Yes, it was the traditional monograph format. In retrospect, writing a monograph first and thinking about publications later helped me organize my ideas and clarify what I was going to say. But I am also aware that there is a rival view that says one must have publications before leaving the doctoral program because that makes you a better candidate for the job market. Perhaps it does. Yet, there is always a requirement to publish more and the bar is always raised thereby making anyone overwhelmed. My idea was to wait till I was clear in what I really want to publish.
You are right; these are indeed conflicting views on best publishing strategies. But you had another fascinating opportunity during your Sao Paulo postdoc. Could you tell us this story?
That's correct; I spent a one-year program at the American University, Washington DC. I think there are two conflicting views again: according to one view, your PhD dissertation should be continued as a book project. That is a conservative strategy for long-term engagement in the field. Another approach says that your PhD dissertation should produce several papers to be competitively ready for the job market. This is a pragmatic strategy for credibly building a network with fellow scholars and securing a teaching or research position. I chose the conservative strategy and looked at my stint at American University to strengthen my book project.
You mentioned networking as an important way to find an academic job. Did CEU provide you a relevant network? Did it give you the necessary skills for successful networking? In general, do you believe that the IR track provided you the essential skills to do what you are doing at the moment efficiently?
To answer your first question: I did not look at CEU to engage in an extensive network. Furthermore, I am not a networker. I do not talk or engage anyone in a conference for a job opportunity. I believe the complexity of IR field, institutional rules, and availability of talents is such that no one could offer a job over a cup of coffee. The second question is a really good one. Surely, the department of IR gave me the skills for successful networking. The courses that I took in the first academic year in the PhD program definitely helped me to be a clear communicator. The whole program made me take IR seriously. But the final question whether the program enabled me to work efficiently, I am not sure. For efficiency is measured in publications or finding academic jobs. The IR department itself was not too keen on these. There were no such things as placement talks. It did not bother me at all. As I mentioned, I went to CEU to get to know more about international relations—and I did come out from the program as someone who knows about this field.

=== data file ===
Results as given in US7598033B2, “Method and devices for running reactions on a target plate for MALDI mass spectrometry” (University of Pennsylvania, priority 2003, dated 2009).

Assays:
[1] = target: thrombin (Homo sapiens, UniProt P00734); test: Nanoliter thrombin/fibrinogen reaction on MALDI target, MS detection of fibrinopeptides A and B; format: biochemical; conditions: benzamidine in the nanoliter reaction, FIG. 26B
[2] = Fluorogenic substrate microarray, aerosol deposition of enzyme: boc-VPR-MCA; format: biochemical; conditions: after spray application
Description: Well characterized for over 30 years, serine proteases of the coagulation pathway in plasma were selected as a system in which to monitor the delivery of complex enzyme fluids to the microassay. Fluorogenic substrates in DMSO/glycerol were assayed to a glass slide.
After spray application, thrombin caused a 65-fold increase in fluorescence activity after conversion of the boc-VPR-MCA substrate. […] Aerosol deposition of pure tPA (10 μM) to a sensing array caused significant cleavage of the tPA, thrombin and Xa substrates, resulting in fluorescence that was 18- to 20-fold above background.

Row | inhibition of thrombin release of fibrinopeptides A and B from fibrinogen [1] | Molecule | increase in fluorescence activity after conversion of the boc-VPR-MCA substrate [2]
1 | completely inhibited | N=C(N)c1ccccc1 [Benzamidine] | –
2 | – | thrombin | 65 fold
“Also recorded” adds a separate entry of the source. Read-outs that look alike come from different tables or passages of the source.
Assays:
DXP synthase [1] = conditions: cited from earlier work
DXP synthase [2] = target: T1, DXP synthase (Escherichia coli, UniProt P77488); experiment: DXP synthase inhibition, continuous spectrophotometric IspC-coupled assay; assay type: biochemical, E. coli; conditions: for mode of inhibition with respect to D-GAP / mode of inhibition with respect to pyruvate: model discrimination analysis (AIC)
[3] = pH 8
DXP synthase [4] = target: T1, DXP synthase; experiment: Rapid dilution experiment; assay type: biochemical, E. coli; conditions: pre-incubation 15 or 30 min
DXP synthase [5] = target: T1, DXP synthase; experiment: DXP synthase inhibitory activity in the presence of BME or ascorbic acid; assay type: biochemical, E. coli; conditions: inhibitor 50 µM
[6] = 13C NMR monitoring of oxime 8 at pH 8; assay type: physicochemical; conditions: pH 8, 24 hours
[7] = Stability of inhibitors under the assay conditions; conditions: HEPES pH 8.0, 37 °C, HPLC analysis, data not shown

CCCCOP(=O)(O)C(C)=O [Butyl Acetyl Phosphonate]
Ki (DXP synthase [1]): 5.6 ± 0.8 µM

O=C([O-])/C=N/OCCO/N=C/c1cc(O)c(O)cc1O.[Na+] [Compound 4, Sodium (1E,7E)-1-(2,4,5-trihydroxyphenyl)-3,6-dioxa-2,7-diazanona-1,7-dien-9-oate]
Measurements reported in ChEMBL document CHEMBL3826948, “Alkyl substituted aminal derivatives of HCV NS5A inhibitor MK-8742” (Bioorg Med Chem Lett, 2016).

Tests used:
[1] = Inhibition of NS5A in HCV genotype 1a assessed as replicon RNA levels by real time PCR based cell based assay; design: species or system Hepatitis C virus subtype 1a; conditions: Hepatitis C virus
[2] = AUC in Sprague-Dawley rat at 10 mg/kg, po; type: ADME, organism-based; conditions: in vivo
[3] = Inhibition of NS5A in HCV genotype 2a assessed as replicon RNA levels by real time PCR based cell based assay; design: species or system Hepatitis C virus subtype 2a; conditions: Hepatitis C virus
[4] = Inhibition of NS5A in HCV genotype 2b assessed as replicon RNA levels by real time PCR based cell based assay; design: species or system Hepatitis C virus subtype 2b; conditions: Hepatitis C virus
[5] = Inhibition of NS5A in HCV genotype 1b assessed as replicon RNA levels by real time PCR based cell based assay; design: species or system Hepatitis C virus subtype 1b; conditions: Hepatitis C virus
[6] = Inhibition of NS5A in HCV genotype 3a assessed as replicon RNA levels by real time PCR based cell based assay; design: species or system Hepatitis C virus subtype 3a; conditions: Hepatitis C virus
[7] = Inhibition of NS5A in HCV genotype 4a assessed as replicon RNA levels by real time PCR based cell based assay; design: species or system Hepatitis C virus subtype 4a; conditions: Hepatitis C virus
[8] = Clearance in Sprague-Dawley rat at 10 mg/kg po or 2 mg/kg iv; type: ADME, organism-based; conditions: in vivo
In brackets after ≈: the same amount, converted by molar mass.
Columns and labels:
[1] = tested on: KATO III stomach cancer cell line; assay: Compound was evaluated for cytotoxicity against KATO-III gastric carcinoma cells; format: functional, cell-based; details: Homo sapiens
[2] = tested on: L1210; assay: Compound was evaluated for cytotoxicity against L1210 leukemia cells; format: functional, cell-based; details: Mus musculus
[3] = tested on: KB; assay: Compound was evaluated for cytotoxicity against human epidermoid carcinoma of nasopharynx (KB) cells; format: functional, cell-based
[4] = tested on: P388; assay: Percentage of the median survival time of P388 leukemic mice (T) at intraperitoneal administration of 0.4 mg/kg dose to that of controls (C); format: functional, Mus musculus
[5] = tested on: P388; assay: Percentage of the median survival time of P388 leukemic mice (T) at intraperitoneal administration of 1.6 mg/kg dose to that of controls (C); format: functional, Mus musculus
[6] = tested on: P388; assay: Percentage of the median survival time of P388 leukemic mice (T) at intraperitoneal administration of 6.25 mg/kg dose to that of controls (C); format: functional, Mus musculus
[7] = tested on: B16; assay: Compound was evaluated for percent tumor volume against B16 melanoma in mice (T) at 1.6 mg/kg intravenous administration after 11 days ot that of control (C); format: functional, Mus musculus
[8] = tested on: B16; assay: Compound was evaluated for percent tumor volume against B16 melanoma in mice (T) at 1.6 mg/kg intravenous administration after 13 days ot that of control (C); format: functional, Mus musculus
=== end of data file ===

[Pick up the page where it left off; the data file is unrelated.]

How did you hear about the Washington opportunity?
My postdoctoral fellowship at the University of Sao Paulo through FAPESP had an additional funding opportunity for me to conduct my research at American University, Washington DC. My PhD external committee member was Patrick Thaddeus Jackson. We had several interesting conservations on my PhD project. He was very helpful in inviting me to DC.
Was there any formal application for you to go from Sao Paulo to Washington?
Yes, I went through the usual process of submitting a research proposal. The grant application went through a comprehensive review committee, and fortunately, I was successful. However, having Patrick Jackson at American University helped a lot, particularly because he wrote a recommendation letter. That is one of the essential skills to learn for PhD students: building external connections and relying on your supervisor and the external examiner's suggestions and recommendations on the PhD's next steps. Furthermore, organically building such an external connection is important especially because many places require you to submit three or even four reference letters.
So, you have more than half a year in Sao Paolo. What are your plans after that? Where do you want to continue?
I applied for a couple of positions, waiting for results. Of course, I don't know where I will end up.
Given your field, do you consider a governmental job in the future?
No, I had such a job before I came to CEU. I don't think I ever want to go back to being a spin-doctor. Would I fit in? I think yes, but I am not interested.
Finally, what do you like to do in your free time?
In my free time, given the pandemic, I do engage in light readings. Otherwise, I would have tried craft beers. I am now fascinated with Brazilian literature, Indian writings in English, and some experimental philosophy work. From Brazil, I recently read some works of Mário de Andrade and Machado de Assis, including literature on the artworks of Anita Malfetti. Similarly, I went back to my Tamil roots and read some classics such as Silappatikaram and the biography of U. V. Swaminatha Iyer. Thinking about these works, along with my ongoing limited conversations on some of the ideas of John Dewey, Richard Rorty, and Robert Brandom makes me happy about the wonders out there.
These are indeed fascinating philosophical topics and questions. Thank you, Sashi, for the interview!
Thank you too!
Keep your record updated at the Alumni Relations Office.
Read the other alumni stories.